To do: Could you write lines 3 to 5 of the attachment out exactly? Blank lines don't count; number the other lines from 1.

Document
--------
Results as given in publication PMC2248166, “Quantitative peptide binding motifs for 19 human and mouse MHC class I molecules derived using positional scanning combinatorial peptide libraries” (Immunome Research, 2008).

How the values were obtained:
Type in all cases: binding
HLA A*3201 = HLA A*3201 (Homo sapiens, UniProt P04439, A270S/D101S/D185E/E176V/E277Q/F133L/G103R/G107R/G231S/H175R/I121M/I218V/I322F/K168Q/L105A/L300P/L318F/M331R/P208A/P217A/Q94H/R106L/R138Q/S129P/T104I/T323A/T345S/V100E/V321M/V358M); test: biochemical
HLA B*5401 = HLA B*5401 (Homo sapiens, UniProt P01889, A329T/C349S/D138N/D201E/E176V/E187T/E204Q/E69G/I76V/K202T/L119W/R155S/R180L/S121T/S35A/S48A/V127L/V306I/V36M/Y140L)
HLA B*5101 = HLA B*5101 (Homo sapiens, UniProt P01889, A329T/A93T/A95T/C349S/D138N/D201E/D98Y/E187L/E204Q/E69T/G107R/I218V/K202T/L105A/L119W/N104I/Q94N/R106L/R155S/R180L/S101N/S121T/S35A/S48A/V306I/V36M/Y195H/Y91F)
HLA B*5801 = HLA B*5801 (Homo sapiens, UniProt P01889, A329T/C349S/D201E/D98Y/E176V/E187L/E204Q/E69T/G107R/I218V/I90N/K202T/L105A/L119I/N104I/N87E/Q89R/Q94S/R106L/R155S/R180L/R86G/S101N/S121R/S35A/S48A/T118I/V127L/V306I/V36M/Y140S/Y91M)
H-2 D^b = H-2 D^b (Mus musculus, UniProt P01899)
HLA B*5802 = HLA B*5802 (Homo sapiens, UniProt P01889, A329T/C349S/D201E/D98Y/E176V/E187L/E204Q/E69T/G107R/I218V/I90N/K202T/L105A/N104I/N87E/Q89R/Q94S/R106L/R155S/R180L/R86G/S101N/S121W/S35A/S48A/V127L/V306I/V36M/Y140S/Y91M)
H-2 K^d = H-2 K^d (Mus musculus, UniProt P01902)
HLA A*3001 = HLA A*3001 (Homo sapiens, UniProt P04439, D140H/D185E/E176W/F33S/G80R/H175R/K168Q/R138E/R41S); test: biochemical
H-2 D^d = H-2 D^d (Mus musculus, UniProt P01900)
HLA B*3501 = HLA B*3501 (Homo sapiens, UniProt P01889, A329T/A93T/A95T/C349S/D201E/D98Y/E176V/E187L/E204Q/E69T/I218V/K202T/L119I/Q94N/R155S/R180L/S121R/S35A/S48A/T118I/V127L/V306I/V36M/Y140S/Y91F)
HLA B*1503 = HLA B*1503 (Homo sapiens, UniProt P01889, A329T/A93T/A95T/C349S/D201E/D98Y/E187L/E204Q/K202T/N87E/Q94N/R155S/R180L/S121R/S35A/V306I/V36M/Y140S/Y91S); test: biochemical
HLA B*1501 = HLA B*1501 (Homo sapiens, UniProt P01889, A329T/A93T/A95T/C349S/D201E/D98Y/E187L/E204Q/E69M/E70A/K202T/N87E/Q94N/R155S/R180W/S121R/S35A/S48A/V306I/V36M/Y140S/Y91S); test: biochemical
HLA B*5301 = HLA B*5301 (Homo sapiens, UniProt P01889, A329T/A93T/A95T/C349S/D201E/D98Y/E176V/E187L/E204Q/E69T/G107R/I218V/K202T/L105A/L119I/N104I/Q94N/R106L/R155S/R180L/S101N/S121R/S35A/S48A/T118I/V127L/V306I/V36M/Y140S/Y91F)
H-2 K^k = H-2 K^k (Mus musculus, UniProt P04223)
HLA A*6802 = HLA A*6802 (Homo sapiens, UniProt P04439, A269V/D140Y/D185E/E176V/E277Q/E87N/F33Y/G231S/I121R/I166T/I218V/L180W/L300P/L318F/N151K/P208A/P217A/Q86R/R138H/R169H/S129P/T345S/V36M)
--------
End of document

Type in all cases: binding
HLA A*3201 = HLA A*3201 (Homo sapiens, UniProt P04439, A270S/D101S/D185E/E176V/E277Q/F133L/G103R/G107R/G231S/H175R/I121M/I218V/I322F/K168Q/L105A/L300P/L318F/M331R/P208A/P217A/Q94H/R106L/R138Q/S129P/T104I/T323A/T345S/V100E/V321M/V358M); test: biochemical
HLA B*5401 = HLA B*5401 (Homo sapiens, UniProt P01889, A329T/C349S/D138N/D201E/E176V/E187T/E204Q/E69G/I76V/K202T/L119W/R155S/R180L/S121T/S35A/S48A/V127L/V306I/V36M/Y140L)